Compton’s Transgender Cultural District

by Tee Hoatson

Compton’s Cafeteria Riot has come a long way from hiding in a newspaper clipping in the Gay and Lesbian Historical Archives, waiting to be discovered by trans historian Susan Stryker. Now that this monumental piece of trans history is out of the closet, it’s no surprise that TLGBQ communities have organized around it. By now, you’ve probably heard of Compton’s Transgender District, or at least seen the bright pastel flags gracing a host of lampposts near Market and Sixth streets. Defined as “well-recognized, labeled areas of a city” with high concentrations of significant community landmarks, cultural districts aim to preserve and celebrate history. Compton’s Transgender District is one of many such districts in San Francisco, including Calle 24, JCHESS, and SOMA Pilipinas, but holds the distinct honor of being the world’s first cultural district to center transgender communities. You can thank Aria Sa’id, Janetta Johnson, Honey Mahogany, Brian Basinger, Stephany Ashley, and Nate Allbee for that!

The initial rumblings of this movement were birthed when the powerful real estate agency Group i attempted to purchase the 900 block of Market Street. For context, this part of the Tenderloin held a density of TLGBQ bars, cruising spots, hotels and bathhouses unmatched in the city for decades. What’s more, some of the earliest examples of trans and queer political organizing and consciousness raising happened in this part of the Tenderloin. Basinger recounts: “I did not feel like the process had been done properly when the straight owner of Group i, the straight owner of the Tenderloin Housing Clinic, Randy Shaw, and supervisor of the district, Jane Kim, all came together to allow this without consultation with the community and with all of the neighborhood’s resources flowing in one direction: out.” Now, the likes of NPR, The Guardian, and KQED have covered the district, highlighting its celebratory vibe and the poetic justice of “San Francisco’s storied transgender community” finally obtaining a legally recognized home. Janetta Johnson affirms that celebration, remembering that “we were restricted to that area in a way that was really screwed up and fowl back then. I want to create a new experience in that space.”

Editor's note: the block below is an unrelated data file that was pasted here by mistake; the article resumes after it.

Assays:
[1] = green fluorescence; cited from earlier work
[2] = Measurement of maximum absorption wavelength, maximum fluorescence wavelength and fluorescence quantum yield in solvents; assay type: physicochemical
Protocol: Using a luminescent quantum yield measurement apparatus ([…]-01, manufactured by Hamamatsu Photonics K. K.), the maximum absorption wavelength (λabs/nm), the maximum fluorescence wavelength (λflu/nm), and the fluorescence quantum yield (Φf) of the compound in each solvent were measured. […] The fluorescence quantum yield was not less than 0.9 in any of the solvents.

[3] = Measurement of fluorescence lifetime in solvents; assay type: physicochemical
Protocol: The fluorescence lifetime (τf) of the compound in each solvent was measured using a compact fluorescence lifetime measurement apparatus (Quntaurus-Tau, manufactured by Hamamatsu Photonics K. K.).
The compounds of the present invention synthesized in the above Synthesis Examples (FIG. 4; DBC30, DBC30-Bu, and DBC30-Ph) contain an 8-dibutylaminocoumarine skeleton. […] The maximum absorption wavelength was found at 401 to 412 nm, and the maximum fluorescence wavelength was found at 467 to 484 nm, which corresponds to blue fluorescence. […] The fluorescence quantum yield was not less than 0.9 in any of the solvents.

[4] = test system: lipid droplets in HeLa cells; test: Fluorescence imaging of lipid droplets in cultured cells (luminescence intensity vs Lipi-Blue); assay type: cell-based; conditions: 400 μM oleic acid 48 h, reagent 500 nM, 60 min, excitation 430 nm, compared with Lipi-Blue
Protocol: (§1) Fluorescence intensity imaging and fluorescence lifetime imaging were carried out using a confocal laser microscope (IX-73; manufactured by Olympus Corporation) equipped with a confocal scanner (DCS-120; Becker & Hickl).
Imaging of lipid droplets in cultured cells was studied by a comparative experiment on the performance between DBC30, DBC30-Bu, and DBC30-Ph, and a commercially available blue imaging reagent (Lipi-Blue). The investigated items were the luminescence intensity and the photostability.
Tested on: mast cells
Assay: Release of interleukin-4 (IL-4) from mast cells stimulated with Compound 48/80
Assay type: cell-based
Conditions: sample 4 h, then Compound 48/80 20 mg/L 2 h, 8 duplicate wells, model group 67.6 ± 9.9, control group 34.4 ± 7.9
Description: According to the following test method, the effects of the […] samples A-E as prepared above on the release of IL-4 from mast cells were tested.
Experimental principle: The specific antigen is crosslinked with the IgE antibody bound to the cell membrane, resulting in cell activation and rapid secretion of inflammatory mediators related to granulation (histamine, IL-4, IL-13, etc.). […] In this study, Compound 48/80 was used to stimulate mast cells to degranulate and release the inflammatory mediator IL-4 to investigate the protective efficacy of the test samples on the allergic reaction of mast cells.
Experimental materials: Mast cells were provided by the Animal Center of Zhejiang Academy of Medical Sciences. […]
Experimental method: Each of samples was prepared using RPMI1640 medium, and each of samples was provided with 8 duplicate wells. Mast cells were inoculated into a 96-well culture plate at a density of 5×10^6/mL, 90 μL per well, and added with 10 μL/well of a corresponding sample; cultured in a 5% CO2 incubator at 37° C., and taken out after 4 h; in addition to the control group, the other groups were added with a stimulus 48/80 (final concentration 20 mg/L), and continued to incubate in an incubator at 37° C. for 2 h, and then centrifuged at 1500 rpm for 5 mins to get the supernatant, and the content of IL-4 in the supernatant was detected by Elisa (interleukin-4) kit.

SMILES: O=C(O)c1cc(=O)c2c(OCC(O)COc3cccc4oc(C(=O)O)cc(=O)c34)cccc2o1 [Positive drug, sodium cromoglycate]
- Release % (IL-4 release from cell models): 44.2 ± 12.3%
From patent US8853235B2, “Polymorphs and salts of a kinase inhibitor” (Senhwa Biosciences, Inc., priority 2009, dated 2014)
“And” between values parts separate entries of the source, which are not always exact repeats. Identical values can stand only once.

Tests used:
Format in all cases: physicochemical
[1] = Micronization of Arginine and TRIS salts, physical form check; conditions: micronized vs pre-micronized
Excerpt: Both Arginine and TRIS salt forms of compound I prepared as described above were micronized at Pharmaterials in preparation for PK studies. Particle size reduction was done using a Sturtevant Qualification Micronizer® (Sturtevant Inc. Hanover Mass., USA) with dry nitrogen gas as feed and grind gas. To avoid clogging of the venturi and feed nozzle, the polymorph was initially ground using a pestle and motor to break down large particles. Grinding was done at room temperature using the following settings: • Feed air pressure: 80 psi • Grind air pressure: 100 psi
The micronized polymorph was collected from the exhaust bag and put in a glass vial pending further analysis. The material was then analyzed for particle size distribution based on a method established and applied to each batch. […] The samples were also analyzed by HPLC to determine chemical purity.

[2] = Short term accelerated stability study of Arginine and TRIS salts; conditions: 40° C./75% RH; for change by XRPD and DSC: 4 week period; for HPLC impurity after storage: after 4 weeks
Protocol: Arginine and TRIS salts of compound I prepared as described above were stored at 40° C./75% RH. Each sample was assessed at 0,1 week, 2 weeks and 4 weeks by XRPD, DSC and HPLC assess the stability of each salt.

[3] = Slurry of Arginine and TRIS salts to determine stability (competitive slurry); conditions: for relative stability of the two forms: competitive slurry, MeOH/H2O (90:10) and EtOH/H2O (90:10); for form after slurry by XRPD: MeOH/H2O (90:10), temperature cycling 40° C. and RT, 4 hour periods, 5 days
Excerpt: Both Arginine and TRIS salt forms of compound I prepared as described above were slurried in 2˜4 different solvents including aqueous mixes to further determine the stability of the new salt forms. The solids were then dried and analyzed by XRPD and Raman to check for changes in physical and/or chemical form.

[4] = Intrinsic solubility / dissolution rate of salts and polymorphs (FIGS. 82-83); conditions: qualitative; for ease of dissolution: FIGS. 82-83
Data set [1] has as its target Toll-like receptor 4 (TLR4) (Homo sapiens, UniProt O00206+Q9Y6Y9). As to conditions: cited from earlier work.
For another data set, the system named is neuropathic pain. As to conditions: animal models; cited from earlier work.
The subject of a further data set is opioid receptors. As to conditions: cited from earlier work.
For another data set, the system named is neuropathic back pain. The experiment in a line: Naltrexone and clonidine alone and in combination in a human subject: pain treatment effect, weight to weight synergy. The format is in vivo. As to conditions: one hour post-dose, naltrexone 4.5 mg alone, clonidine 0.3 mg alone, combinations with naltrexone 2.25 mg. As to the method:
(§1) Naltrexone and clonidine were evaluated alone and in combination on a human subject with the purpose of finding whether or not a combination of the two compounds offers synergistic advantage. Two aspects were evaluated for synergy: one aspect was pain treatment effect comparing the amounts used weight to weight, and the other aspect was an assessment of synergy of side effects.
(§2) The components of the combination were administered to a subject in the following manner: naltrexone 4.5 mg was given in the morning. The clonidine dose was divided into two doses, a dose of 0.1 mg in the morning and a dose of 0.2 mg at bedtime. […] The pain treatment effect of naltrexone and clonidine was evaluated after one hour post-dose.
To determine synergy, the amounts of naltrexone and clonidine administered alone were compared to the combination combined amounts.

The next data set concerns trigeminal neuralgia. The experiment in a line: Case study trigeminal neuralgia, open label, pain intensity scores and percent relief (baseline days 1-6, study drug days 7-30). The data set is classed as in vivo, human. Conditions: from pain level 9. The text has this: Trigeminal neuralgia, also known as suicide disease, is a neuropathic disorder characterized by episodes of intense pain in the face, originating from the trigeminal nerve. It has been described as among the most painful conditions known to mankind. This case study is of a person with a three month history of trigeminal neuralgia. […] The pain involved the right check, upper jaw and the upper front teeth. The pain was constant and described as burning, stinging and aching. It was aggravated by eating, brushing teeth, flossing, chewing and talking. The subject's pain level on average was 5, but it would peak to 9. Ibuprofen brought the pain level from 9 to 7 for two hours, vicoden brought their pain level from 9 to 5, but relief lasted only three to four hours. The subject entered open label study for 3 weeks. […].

The story goes further than just a symbolic celebration, however. Compton’s Transgender District opens the door for anti-gentrification efforts that directly impact members of the San Francisco TLGBQ community experiencing housing insecurity. Here’s how.

  1. The District is led and supported by Black trans women who work as frontline service providers.

The folks behind Compton’s aren’t random wealthy developers capitalizing on the vibrant history of the Tenderloin. They’re front line service providers with lived experiences of interlocking anti-Black racism, transphobia, homophobia, and sexism, and they’re dedicated to our community. As Basinger puts it, “…we are not people who come in and commute into our community and neighborhood and do the work. This is something that authentically sprung from the community…All that stuff that people talk about and try to wave flags about? That’s who we really are.” In particular, Johnson,  Sa’id and Mahogany know what it’s like to be on the margins of the margins of an already marginalized group. That lived experience enables them to have an eye for the people and communities who usually get screwed over in urban development plans. Johnson recounts, “Five of the girls at TGIJP who live in the district … I sat them down and explained to them what was at stake and what we were trying to accomplish. And people showed up in a way that I never thought they would — and they brought other black trans people with them to advocate for the district.” The organic community that’s formed around Compton’s is a solid indicator that the most marginalized members of our communities won’t be left behind in this effort. In fact, they’ll be leading.